Julian Lloyd Webber, acclaimed cellist and Principal of the newly rebuilt Royal Birmingham Conservatoire, on inspiration, passion and the importance of music education
Who or what inspired you to take up the cello and pursue a career in music?
I always loved the sound of the cello and I found it a very natural instrument to play – unlike the piano which my mother attempted to teach me. Therein lies a lesson: never learn an instrument from your parents!
Who or what have been the most significant influences on your musical life and career?
I wanted to play the cello professionally after I heard the great Russian cellist Rostropovich in concert.
What have been the greatest challenges of your career?
Every performance is a challenge.
You are a passionate advocate of music education? Why do you feel we need proper provision for music education in our schools?
Children deserve a wider education than just a few narrow subjects. They should leave school knowing a lot about the world – and that includes its culture.
As Principal of Royal Birmingham Conservatoire, how do you see this institution’s role in the context of music education in the UK and beyond, and the wider society of the city of Birmingham and the UK in general?
Birmingham is a fantastic city with a great future – soon Londoners will realise that they can have a far better lifestyle for much less cost in Birmingham. Unfortunately that will be the end of the city’s comparatively low property prices. The Royal Conservatoire will be at the heart of the city. We have five performance spaces and we will be running an extensive programme of concerts of every kind of music.
What do you consider to be the most important ideas and concepts to impart to aspiring musicians?
Keep thinking for yourself and never lose your passion for what you do.
As a musician, what is your definition of success?
Bringing music to as many people as possible.
Professor Julian Lloyd Webber is the Principal of Birmingham Conservatoire. Widely regarded as one of the finest musicians of his generation and described by Strad magazine as ‘the doyen of British cellists’, Julian Lloyd Webber has enjoyed one of the most creative and successful careers in classical music today. As founder of the British Government’s In Harmony programme and the Chair of Sistema England, he continues to promote personal and community development in some of England’s most deprived areas. He was elected Fellow of the Royal College of Music in 1994 and – in recognition of his lifelong devotion to the music of Elgar – he was elected President of the Elgar Society in 2009.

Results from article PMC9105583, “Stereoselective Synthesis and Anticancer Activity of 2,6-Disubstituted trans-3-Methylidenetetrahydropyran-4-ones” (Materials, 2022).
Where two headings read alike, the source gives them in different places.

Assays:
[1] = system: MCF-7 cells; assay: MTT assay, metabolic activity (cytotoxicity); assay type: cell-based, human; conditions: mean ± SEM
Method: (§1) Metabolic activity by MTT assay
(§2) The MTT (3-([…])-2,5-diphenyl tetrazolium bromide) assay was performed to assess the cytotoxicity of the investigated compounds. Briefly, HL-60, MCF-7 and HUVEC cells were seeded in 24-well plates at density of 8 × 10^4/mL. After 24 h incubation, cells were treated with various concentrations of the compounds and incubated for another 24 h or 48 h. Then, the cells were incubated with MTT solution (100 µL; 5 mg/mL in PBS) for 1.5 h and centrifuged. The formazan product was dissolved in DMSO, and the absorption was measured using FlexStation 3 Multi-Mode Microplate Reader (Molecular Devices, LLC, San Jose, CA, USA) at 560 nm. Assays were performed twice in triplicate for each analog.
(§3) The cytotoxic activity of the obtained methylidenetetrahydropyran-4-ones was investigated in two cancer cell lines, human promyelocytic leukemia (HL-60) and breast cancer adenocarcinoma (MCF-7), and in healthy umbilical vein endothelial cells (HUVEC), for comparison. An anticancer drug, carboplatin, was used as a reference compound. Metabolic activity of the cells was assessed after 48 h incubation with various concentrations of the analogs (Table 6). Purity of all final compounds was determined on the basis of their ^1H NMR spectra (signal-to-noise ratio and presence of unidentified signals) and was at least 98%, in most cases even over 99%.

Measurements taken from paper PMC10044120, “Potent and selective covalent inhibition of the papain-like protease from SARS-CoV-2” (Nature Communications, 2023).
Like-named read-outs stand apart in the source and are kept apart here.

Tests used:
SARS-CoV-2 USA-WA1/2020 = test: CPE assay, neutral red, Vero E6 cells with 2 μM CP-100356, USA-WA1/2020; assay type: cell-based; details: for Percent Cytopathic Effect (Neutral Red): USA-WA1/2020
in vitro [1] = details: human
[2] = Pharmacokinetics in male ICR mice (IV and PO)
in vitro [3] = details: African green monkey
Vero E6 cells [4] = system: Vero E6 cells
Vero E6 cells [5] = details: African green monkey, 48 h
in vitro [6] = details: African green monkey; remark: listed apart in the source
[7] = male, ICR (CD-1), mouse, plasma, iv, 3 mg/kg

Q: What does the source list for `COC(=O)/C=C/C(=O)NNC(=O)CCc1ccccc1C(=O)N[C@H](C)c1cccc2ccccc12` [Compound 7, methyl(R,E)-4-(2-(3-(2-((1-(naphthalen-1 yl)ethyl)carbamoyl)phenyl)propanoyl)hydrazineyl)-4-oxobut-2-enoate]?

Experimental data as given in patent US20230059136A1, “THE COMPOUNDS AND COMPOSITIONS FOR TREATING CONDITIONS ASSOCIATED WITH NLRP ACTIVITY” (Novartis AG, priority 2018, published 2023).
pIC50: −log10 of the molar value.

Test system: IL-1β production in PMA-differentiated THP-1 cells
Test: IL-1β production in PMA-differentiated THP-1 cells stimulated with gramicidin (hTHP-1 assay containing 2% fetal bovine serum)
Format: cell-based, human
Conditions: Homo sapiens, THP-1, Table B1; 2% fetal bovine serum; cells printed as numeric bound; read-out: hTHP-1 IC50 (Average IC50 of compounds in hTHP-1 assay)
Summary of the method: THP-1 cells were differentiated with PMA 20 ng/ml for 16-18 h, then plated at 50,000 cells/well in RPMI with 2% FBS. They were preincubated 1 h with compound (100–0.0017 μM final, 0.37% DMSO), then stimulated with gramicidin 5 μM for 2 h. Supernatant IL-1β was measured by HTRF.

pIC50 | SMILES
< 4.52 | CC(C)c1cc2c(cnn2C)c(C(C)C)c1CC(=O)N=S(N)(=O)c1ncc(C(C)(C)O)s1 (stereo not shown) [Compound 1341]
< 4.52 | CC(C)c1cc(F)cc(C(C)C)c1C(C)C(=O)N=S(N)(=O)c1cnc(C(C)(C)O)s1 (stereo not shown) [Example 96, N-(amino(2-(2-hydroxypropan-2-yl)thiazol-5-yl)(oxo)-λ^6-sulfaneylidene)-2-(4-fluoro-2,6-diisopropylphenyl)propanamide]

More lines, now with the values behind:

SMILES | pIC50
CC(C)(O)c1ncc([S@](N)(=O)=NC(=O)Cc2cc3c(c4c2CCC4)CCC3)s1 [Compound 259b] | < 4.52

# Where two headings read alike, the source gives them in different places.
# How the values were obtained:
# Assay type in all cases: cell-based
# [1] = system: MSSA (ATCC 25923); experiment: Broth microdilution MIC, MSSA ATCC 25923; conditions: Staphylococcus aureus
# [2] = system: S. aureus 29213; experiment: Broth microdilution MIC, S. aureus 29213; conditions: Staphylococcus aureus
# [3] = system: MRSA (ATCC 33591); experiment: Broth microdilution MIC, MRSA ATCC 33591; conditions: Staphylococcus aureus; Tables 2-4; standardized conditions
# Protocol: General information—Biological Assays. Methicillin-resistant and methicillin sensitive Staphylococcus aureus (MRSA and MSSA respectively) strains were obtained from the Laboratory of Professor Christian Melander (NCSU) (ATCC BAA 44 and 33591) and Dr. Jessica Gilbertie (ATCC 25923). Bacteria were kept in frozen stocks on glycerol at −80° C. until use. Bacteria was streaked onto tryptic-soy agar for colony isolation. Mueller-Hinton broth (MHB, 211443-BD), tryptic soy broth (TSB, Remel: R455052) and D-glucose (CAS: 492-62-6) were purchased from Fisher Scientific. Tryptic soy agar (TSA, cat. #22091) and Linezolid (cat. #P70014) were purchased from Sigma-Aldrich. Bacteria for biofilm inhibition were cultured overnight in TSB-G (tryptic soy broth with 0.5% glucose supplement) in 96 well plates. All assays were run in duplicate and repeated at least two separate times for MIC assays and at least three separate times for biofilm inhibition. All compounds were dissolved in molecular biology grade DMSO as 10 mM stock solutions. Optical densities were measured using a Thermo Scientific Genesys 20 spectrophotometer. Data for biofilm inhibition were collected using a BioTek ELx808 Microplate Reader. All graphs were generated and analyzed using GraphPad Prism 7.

At the age of sixteen Julian Lloyd Webber won a scholarship to the Royal College of Music and he completed his studies in Geneva with the renowned cellist, Pierre Fournier. Since then he has collaborated with an extraordinary array of musicians from Lord Yehudi Menuhin, Lorin Maazel and Sir Georg Solti to Elton John and Stephane Grappelli.
Julian Lloyd Webber has premiered more than sixty works for cello and he has inspired new compositions from composers as diverse as Joaquin Rodrigo and Malcolm Arnold to Philip Glass, James MacMillan and – most recently – Eric Whitacre. His many recordings have received worldwide acclaim: his Brit-award winning Elgar Concerto conducted by Lord Menuhin was chosen as the finest ever version by BBC Music Magazine and his coupling of Britten’s Cello Symphony and Walton’s Concerto with the Academy of St Martin in the Fields conducted by Sir Neville Marriner was described by Gramophone magazine as being “beyond any rival”. He has also recorded several highly successful CDs of shorter pieces including Cello Song, Unexpected Songs and – together with Jiaxin Lloyd Webber – A Tale of Two Cellos: “It would be difficult to find better performances of this kind of repertoire anywhere on records of today or yesterday” – Gramophone.
Julian is married to fellow cellist Jiaxin Cheng. He was the London Underground’s first official busker and he was the only classical musician chosen to perform at the Closing Ceremony of Olympics 2012. In April 2014 Julian received the Incorporated Society of Musician’s annual Distinguished Musician Award.